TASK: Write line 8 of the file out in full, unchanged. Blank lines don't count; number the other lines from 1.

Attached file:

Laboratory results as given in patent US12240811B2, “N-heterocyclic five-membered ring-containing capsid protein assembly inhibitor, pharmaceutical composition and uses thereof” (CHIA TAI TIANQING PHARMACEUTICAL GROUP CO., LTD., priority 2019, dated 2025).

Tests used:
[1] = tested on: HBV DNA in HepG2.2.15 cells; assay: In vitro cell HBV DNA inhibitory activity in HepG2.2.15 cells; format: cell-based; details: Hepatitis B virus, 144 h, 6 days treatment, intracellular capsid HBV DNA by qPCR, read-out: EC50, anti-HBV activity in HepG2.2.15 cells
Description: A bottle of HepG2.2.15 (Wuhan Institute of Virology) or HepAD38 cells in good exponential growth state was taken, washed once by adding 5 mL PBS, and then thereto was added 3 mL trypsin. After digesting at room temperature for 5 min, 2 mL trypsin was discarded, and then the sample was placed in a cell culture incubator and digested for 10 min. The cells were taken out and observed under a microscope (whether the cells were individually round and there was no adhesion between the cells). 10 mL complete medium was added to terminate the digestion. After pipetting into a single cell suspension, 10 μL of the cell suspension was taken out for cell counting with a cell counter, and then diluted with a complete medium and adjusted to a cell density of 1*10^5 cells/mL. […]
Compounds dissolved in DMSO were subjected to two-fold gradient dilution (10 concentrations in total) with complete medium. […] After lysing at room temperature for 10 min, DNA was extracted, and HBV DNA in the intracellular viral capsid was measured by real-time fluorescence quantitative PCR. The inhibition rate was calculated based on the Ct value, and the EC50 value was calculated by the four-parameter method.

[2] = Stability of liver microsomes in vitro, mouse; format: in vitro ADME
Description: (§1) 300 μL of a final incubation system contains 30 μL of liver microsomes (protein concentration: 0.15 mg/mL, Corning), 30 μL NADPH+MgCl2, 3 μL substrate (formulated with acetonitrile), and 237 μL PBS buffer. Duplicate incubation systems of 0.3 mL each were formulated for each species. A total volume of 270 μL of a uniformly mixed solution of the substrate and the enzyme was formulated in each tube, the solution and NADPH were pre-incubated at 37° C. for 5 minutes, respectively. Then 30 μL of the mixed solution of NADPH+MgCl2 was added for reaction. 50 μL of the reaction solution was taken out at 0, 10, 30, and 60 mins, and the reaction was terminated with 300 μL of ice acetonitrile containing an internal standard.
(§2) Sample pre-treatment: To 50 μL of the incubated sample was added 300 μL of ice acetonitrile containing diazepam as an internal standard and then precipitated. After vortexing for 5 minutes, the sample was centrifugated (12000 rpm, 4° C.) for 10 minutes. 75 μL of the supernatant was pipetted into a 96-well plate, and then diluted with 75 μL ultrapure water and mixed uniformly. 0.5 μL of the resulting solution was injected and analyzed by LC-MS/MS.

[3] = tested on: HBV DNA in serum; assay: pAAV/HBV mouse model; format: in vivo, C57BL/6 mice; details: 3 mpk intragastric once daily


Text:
(§2) Sample pre-treatment: To 50 μL of the incubated sample was added 300 μL of ice acetonitrile containing diazepam as an internal standard and then precipitated. After vortexing for 5 minutes, the sample was centrifugated (12000 rpm, 4° C.) for 10 minutes. 75 μL of the supernatant was pipetted into a 96-well plate, and then diluted with 75 μL ultrapure water and mixed uniformly. 0.5 μL of the resulting solution was injected and analyzed by LC-MS/MS.